Cadillac XTS. Karma strikes. The Management Fleet’s Phill Tromans discovers that karma can be ruthless when he backs the Management Fleet Cadillac XTS into a kerb and damages a rear tyre.

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Karma is a funny thing, and it can come back and bite you on the behind. You may recall last month we were all mocking James Gent for kerbing the wheel on the Volkswagen Golf GTI. Bad move.

This month, I was manoeuvring our long term Cadillac XTS through a dark hotel car park when I accidentally dinged the right rear wheel on a kerb as I turned. Most annoying. Thankfully on close inspection, the damage to the rim itself was restricted to just a small scratch – the brunt of the impact had been taken by the tyre sidewall, and something had sliced right through it. The rubber was completely flat by the time I looked at it.

So, no more putting it off – time to get a new tyre, and at the same time sort out the tyre-pressure monitoring system that had been continually telling me that the right rear was low on pressure when it wasn’t. Ironically, it now read zero, which was the most accurate it had been for months.

There were a few hiccups in the dealership experience, but it was largely stress free. My first trip to the dedicated Liberty Automobiles Cadillac facility in darkest industrial Dubai was fruitless, as they didn’t have the necessary Goodyear Eagle RSA 19-inch tyre in stock. And then there was a public holiday, so I had to wait until the following week to go back. This wasn’t ideal, as it meant a few days pootling about on the small black space saver spare, which didn’t exactly look the part in the massive wheel well, and was about the thickness of a bicycle wheel. Not particularly confidence inspiring.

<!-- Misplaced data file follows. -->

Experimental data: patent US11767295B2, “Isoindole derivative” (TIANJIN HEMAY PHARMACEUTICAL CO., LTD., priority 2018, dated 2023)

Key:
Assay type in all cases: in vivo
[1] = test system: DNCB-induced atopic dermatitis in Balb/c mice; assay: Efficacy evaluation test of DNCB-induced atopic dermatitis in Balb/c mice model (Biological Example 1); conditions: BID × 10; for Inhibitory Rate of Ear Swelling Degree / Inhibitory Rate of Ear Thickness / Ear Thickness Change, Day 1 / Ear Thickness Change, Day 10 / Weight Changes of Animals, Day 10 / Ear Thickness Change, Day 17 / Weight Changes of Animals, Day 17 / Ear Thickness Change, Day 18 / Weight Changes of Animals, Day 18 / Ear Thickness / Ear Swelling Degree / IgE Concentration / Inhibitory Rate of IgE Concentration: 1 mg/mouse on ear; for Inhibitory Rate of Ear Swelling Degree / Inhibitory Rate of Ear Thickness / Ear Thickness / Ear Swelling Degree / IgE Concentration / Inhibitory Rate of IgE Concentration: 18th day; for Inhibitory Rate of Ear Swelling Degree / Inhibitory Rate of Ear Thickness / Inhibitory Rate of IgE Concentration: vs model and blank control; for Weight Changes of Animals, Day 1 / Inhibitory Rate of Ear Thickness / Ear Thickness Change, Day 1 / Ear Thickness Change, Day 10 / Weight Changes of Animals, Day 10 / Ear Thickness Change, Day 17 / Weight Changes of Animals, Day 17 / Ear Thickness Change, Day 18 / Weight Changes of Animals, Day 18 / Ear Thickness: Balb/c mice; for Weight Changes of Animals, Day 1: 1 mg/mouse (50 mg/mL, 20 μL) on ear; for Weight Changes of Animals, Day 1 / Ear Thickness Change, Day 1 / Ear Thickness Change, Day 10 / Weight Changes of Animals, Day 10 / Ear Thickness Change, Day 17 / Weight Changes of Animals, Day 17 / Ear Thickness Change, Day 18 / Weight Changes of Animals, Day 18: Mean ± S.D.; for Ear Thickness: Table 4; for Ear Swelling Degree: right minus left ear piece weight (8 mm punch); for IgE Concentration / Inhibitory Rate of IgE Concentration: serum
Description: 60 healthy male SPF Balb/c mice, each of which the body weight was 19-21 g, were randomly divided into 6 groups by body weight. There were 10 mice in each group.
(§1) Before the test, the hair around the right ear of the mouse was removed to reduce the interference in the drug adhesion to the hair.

Still, nothing bad happened and a few days later I returned, handed the key over and spent some time relaxing on a very comfortable leather sofa in the Cadillac lounge. No mixing with the paupers that own Chevrolets or GMCs for me, oh no. Us Cadillac drivers are a breed above.

The process of changing the tyre, and of fixing the broken centre console storage space handle, took longer than I’d hoped, but I had a good book and a limitless supply of hot chocolate, so it wasn’t too much of a stress. After 90 minutes all was done, the handle replaced and a shiny new tyre installed. It wasn’t cheap though – the grand total was $563.57. That’s pretty good incentive to take care in the dark in future.

Cadillac XTS
Engine: V6 / 3564cc
Power: 304hp @ 6800rpm
Torque: 264lb ft @ 5200rpm
Transmission: Hydra-Matic 6T70 six-speed automatic
Front suspension: HiPer strut coil-over-spring / twin-tube dampers with gas-charged valving / hollow direct-acting stabilizer bar
Rear suspension: Linked H-arm with air shocks and Magnetic Ride Control
Brakes: Split / dual-circuit four-wheel-disc with power assist / vented 345mm x 20mm (front) / solid 315mm x 23mm (rear)
Wheels: 20 x 8.5-in polished aluminum with chrome inserts (Platinum)
Tyres: 245/40 R20 all-season blackwall
Weight (kerb) 1912kg
0-100kph: TBC
Top speed: TBC

Categories: Fast Fleet


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